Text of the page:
The Border has been in a zig-zag line since the Madison was built. The Brooklyn Border traces Cypress Ave from Newtown Creek to Menahan St. It then zig zags down to St Nicholas Ave. It then precedes to Gates Ave. At that intersection, it then goes down to WYckoff Ave. It then Traces Wyckoff Ave across (and behind the Madison) to Eldert St where it goes down to Irving St, whichg then traces it through the Cemetery of the Evergreens.
This is a cool concert venue….but not a thing remains of the former interior ornamentation. Is bare brick walls and bare steel. You can see you are in the balcony where you walk through sloped beams to enter the main floor.
Thanks so much! It’s nice to finally see a photo of this theater!
The tax photos are from the 1980’s, and there is a wealth of great photos there! Especially of Bushwick where things were at their worst.
I wish they would publish the 1930’s tax photos too online.
I was afraid of that when I saw them building the new CVS on the site of the old Meyer Chevrolet. I guess the Oasis will begin yet another chapter, and I hope that doesn’t include total demolition, even if the building as been partly destroyed by fire, partly demolished, and so forth. We shall see.
Is there any theater ornamentation left in the store?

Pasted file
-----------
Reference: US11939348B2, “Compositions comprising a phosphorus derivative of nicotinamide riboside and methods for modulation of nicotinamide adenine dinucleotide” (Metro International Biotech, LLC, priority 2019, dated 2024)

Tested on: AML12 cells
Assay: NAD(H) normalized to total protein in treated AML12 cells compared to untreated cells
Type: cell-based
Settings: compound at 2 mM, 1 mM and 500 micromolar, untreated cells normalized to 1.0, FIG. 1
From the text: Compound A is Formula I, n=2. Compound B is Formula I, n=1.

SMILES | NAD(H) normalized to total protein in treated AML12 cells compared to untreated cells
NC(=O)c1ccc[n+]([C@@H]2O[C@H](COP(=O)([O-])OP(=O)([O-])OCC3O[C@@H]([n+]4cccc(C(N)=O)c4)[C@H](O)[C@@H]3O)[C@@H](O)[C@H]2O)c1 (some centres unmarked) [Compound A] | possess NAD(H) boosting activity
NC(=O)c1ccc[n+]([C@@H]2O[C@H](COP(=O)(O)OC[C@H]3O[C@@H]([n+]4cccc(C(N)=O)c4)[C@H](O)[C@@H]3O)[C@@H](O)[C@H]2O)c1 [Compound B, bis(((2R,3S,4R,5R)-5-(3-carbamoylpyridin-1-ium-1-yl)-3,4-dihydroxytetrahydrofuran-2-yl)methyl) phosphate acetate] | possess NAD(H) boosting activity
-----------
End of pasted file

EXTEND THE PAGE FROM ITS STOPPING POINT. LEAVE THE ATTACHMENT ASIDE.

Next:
In all likeliness, the theater was built as new construction on the site of the old Trolley barn. When seeing the original facade of the building, it screams “theater”. There is an old photo that shows the right most upper corner of the building was smashed off, probably when the el was built, and to facilitate the curve for the trains. So I am going to assume the building was built just before the el was placed in front of it. The el used to end at Wyckoff station, and then go down a ramp to ride on the surface to Metropolitan Ave. The el used to not turn right onto Palmetto St like it does now, it went anothe50 or 100 feet further onto Myrtle, and then turnaround a building that used to be at the corner of Myrtle and Palmetto (where the large brick building is now, where Koletti’s used to be). It then came down a ramp around the Ridgewood Grove site, before street running on Palmetto to Onderdonk Ave where it turned down it’s own ROW as the el does. In any event, when the el was extended through Ridgewood in 1914, that’s when the sharper turn was made to go around Palmetto as it does now. It is also quite possible the corner was knocked off even at a later date when they added the catwalk for workers to walk along the track, which isn’t original to the el.